What Makes A Regime Legitimate?
Last column, I wrote about the events in the Middle East as a sort of “grand game” between Israel and the United States against Iran. Recently, some commentators and writers have gone as far as to insinuate that what we are seeing is an attempt to destabilize and overthrow a regime that is, in some fashion, legitimate. Some, such as Pepe Escobar, have pointed to discrepancies between the official UN death tolls in Syria with the Arab League reports, as evidence of a (necessarily) vast conspiracy to influence world opinion. Other thinkers, like Joseph Massad, are less radical, but do insist upon the possibility and necessity of a “third choice” between “imperialism and fascism,” framing Western and Arab intervention as imperialism and dictatorial rulers as fascism. Now, the instinctive opposition to imperialism in all forms and colors is unsurprising and understandable; after the legacy of colonialism throughout the world, I doubt that many people truly sympathetic to the populations of the Arab world would endorse imperialism as “good.” And it certainly would be foolish, as I wrote before, not to expect outside powers to attempt to press for their own interests. But to place the thuggish regimes of Assad, Qaddafi, and Mubarak next to international concerns about regime violence and the bloodshed that is verifiably happening in Syria, as Massad does, forces us to into making a choice that is not the third way. It is equivocacy, and it abets fascism.
What is so worrying about thinkers like Massad and Escobar, as well as those that agree with them, is that the wise caution and questioning displayed towards motives and actions of Western countries immediately turns into distrust, reading of all actions by non-Arab actors and reflexive defense of regimes that are equally despicable compared to imperialists. Buying into the nonsense that these demonstrations and revolutions are external creations supports the regimes’ slaughter of their own people under the banner of “restoring order” and “stability;” more than that, it is a huge insult to the Syrian (and other revolutionary) people, who have given many lives and much struggle for the sake of overturning a minority regime that reserves the overwhelming positions of power and government for its own sect, allocates enormous wealth to the president’s family, tortures dissidents, and besieges restive cities. More than this, it represents a claim on what the limits of the “Arab” or “Syrian” or other national identity may include; this claim categorically and short-sightedly excludes any alignment or agreement with Western interests, and though not explicitly, seems to even forbid speech, demonstration, and revolution as a legitimate expression of dissent.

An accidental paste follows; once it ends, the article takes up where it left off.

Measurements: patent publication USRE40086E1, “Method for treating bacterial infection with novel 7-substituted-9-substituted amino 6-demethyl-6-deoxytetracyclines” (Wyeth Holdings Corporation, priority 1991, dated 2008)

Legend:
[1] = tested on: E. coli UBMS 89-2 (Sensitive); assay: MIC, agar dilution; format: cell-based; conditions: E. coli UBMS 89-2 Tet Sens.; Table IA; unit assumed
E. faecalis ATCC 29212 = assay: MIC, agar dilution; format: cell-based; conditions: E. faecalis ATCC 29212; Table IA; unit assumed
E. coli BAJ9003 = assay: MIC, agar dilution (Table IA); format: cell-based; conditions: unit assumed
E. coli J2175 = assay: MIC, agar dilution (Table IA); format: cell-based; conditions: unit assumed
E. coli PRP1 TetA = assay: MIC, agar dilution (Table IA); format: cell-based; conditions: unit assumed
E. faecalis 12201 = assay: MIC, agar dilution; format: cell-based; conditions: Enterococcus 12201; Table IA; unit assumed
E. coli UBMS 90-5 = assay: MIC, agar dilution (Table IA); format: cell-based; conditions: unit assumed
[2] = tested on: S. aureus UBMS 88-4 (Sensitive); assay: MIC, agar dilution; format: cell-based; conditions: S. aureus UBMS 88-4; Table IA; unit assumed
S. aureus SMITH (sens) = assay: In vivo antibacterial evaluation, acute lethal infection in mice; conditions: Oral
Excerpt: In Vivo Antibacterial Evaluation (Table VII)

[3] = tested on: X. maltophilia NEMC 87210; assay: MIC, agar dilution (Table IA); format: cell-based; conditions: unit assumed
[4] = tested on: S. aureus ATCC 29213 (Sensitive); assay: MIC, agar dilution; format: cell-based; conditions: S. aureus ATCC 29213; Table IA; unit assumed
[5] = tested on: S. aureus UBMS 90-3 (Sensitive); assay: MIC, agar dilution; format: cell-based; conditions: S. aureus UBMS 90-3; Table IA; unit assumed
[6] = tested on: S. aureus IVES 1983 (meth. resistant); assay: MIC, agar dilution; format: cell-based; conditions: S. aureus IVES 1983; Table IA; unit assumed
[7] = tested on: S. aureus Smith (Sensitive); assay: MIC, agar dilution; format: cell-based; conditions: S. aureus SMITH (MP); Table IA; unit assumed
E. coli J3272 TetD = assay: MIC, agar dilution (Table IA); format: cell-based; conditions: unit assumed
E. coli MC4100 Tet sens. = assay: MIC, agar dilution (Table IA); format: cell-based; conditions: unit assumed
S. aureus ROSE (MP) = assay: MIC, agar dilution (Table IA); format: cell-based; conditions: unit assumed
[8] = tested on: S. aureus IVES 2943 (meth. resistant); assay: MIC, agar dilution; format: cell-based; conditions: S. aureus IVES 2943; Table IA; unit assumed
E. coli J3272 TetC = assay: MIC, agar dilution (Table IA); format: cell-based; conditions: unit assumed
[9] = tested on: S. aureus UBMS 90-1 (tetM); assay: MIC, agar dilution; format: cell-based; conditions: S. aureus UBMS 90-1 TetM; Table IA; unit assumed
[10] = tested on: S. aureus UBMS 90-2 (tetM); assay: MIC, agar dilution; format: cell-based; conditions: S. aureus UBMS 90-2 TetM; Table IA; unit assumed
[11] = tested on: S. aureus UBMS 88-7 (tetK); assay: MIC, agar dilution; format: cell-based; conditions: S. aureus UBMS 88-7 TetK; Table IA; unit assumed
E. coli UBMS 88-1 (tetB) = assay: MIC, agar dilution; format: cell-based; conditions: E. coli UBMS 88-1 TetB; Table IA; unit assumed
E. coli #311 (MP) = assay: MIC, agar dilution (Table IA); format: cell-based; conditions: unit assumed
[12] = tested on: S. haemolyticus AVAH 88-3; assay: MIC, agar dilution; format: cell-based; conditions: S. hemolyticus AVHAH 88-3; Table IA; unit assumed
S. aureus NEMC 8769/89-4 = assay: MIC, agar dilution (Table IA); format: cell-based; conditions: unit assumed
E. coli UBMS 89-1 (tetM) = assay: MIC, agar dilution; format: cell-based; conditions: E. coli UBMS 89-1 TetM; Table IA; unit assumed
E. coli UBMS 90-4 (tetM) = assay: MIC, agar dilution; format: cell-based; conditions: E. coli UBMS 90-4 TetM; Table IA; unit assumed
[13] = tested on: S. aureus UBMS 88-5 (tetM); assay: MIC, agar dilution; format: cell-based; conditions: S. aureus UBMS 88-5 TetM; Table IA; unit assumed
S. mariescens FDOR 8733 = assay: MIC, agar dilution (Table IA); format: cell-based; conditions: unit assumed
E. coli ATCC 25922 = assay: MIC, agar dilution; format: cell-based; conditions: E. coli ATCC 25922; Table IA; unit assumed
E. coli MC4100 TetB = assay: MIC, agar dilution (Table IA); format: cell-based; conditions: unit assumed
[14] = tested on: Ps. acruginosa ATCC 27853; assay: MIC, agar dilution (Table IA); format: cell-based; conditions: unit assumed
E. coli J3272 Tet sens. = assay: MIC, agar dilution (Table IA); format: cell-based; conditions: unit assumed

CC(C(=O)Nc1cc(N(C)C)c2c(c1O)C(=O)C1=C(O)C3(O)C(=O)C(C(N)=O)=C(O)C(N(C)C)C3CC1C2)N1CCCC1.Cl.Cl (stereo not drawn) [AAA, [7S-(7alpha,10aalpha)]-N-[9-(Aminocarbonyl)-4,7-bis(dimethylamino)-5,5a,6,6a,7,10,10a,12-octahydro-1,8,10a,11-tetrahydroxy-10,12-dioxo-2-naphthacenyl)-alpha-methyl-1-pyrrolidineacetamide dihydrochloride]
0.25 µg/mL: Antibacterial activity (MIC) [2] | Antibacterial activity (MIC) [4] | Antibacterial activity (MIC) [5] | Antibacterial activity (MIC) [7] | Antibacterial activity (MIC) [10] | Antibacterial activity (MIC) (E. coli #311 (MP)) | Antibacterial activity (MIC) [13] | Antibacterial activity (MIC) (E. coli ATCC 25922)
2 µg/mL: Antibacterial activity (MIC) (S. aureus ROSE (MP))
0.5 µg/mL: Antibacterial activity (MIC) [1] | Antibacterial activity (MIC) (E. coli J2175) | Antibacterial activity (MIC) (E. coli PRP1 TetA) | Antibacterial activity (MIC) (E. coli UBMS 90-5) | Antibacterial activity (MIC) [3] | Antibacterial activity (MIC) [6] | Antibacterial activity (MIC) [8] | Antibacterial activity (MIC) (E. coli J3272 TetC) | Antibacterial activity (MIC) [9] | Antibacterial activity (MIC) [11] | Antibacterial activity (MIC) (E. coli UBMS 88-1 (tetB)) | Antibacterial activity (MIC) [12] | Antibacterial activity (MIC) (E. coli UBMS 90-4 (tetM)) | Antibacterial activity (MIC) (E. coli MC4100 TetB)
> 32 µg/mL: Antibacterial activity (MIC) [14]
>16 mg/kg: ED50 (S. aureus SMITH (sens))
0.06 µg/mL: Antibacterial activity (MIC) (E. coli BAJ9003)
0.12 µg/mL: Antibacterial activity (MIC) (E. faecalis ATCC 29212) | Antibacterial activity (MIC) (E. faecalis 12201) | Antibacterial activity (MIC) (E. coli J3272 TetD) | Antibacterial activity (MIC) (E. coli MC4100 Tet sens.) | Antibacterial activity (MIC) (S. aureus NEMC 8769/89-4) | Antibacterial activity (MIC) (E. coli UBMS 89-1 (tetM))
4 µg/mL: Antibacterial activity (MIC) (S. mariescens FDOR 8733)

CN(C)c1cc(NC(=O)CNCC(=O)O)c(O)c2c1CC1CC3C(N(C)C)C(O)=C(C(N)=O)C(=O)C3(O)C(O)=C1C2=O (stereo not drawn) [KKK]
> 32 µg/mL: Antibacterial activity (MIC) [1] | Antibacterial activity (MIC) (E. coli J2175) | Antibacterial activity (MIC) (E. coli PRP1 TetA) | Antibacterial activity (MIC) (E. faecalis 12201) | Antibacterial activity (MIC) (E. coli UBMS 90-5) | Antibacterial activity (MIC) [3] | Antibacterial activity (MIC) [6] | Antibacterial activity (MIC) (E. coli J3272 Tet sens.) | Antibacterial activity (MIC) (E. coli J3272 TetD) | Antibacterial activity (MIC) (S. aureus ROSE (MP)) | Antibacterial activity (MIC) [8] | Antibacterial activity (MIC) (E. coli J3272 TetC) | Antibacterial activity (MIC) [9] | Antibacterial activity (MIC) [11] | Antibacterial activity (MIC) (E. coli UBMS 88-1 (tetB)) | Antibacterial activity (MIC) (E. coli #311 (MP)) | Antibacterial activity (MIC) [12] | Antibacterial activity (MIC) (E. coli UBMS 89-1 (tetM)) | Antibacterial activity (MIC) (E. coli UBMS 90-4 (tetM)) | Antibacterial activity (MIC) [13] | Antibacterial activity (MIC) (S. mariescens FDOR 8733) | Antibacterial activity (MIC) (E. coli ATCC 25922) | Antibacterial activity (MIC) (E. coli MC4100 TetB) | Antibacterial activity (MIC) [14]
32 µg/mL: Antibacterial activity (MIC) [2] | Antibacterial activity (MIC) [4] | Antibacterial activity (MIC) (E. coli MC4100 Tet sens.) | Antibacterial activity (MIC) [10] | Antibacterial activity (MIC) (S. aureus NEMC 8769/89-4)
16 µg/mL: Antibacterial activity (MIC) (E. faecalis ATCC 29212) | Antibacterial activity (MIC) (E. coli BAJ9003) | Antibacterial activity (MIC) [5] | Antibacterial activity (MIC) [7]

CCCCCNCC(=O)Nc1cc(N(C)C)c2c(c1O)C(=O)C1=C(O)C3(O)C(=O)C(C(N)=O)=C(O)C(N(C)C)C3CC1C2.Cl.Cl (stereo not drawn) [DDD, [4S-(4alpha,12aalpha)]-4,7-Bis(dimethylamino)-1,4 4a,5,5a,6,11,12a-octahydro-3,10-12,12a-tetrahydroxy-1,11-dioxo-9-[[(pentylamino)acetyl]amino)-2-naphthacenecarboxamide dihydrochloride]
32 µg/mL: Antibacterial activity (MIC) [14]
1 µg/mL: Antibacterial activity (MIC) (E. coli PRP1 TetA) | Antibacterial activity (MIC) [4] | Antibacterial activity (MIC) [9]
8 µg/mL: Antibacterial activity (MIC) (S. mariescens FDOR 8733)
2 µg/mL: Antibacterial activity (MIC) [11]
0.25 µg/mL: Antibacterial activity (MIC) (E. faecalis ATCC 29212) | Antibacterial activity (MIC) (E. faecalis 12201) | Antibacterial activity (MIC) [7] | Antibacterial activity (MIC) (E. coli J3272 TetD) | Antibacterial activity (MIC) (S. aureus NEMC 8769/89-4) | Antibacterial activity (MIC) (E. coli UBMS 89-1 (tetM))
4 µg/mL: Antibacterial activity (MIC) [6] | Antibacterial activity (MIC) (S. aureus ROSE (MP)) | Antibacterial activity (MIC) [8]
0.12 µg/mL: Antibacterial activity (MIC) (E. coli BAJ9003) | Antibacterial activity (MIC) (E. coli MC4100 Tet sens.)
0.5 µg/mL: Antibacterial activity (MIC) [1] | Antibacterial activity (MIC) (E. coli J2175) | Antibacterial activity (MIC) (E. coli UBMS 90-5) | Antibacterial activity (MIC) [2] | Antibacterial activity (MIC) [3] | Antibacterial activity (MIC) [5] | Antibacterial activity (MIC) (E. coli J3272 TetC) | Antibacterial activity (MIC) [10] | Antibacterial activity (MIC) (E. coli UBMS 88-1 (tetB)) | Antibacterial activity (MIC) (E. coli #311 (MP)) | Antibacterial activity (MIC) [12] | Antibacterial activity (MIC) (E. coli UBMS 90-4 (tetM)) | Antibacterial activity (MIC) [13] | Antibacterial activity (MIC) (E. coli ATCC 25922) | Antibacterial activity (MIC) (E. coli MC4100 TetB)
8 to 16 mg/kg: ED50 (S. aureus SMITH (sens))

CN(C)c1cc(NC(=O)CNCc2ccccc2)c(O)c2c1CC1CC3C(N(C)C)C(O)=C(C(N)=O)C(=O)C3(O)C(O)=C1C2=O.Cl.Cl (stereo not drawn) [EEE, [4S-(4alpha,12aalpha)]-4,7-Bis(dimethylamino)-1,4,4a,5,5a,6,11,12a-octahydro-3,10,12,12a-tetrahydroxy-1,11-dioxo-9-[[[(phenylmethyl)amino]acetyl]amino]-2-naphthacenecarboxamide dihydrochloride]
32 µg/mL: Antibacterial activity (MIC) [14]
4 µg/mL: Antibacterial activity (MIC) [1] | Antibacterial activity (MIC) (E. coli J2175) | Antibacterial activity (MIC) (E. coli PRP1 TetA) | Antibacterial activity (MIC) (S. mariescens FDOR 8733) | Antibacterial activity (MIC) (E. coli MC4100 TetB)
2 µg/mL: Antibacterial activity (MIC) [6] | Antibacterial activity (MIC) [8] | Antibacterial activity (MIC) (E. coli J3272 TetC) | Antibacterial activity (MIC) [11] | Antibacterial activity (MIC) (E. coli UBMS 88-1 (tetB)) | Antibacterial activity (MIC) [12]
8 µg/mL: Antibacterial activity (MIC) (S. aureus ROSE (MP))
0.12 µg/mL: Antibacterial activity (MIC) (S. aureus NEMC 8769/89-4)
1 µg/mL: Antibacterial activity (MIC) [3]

And this leads to the questions that one must ask: Why do so many seem inclined to defend these criminal regimes? Why does reflexive anti-imperialism seem to translate so often into the support of dictatorships, directly or otherwise? What makes a regime legitimate, insofar as legitimacy is reflexively defined as being seen as legitimate?
With each passing day more die in Homs, Hama, Deraa, and Daraya; yet the question is not if the regime will crumble and pass, but when, under how many deaths, and to what successor. If democracy or anything resembling it is to take hold, the people of Syria – along with the intellectuals, thinkers, and policymakers in the rest of the world – must not fall prey to reflexive reactionary-ism, and instead follow their course with dignity and respect.